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Parents want to raise their children to be empowered, confident and independent. But sometimes society forces views and limiting beliefs onto children. For generations, women were discouraged to participate in sports even if they wanted to. As society modernizes, women are fighting back against this prejudice. And this often comes from the parents of the next generation’s little boys and girls. That’s exactly what happened when Jennifer Smith received a permission slip from her young son’s school for a pool party. She was outraged when she read what the school was forcing the girls to do. And she wasn’t afraid to speak up about it although she received harsh criticism for doing so. Check out what the permission slip said that made Jennifer Smith outraged enough to talk to the media.
Although the note did not directly affect her son, Jennifer spoke up about it because she wants to teach her son to respect women. The school’s permission slip did not do that.
Rhoades Elementary in Indianapolis, Indiana was holding a pool party for the sixth grade class. It was designed for students who were well behaved throughout the year and had good attendance.
“I have a little boy, I’m teaching him to think correctly, and this is contrary to what I’m teaching him,” she said.
The permission slip started off innocent enough. But when it got to the rules, the dress code made Jennifer Smith red in the face. It said:
“All girls must wear a non-white t-shirt over their swimsuit.”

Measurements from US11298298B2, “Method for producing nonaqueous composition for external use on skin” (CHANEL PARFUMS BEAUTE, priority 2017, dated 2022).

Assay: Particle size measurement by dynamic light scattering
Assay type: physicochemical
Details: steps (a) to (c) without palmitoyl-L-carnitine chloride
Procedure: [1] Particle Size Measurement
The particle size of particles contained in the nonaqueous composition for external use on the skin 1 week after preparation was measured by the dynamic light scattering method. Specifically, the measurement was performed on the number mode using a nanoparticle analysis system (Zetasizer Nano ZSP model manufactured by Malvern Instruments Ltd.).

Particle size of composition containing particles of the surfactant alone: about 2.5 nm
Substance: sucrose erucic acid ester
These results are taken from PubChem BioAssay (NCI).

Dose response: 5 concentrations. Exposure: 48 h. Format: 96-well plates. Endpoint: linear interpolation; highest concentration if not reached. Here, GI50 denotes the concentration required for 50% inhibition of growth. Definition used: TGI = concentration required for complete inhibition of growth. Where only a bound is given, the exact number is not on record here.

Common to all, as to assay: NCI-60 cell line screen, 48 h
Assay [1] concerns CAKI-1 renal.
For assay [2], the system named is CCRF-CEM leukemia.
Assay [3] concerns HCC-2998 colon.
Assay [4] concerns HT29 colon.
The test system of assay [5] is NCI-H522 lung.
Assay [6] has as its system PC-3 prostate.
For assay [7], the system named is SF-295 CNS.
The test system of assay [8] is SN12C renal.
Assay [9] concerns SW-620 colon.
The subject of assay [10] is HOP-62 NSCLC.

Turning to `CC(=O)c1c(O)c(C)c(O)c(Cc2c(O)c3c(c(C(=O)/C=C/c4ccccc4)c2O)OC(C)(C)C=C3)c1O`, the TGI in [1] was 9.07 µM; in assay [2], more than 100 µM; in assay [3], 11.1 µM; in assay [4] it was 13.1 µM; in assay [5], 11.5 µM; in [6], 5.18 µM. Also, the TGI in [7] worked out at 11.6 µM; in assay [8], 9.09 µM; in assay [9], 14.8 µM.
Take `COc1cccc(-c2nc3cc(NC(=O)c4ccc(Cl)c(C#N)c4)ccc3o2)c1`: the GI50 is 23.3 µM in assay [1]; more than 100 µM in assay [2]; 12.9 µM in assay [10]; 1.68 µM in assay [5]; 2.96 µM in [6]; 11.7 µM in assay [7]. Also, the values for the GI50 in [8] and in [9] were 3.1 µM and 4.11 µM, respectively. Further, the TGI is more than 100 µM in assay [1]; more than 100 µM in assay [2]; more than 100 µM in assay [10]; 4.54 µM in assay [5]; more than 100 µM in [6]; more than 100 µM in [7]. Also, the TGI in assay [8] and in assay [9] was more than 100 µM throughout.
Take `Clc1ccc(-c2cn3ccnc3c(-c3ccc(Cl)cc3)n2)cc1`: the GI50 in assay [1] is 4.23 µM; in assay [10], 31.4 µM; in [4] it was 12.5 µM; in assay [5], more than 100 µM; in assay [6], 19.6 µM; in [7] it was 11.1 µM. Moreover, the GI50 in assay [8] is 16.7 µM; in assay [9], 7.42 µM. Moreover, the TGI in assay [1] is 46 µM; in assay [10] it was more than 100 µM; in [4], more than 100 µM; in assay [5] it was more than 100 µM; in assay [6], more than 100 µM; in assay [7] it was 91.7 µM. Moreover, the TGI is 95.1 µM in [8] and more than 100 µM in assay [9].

While the permission slip also forbade “Speedos,” Jennifer struck back at the female centric rule.
“Being a feminist and seeing things through that filter, I was just kind of enraged by that,” Smith told The Huffington Post. “They’re saying little girls need to be ashamed of their bodies and cover themselves up.”
Smith shared a photo of the permission slip on social media along with her note that read: “I will not let my child participate in any activity that promotes girls body shaming or tells girls they are to police their sexuality.”
Jennifer immediately picked up the phone and called the school. They told her that in previous years the girls had worn inappropriate swimsuits. They wanted to protect the little girl’s virtue while also appealing to parents with an economic solution with the t-shirt.
“We know that for many of our families, buying an extra [one-piece] swimsuit for their children would be a luxury they cannot afford,” a district spokesperson told HuffPost. “To address the issue of appropriate dress for the swim party, we believed asking the girls to wear T-shirts over their swimsuits was the solution that addressed the issue most sensitively.”
Smith didn’t buy it.
“Setting one standard for half of the student body only promotes the idea that girls bodies are naturally shameful,” she wrote.
Smith escalated the issue to the superintendent. She won and t-shirts became optional.
“If we can change little things to make it better, and examine the reasons why we do things, that would be great,” Smith said. “It’s these small decisions that can alter how young people view themselves and help or hurt them in the long run.”
The pool party was held as planned and Smith’s son said no girls wore a T-shirt. Jennifer Smith won.
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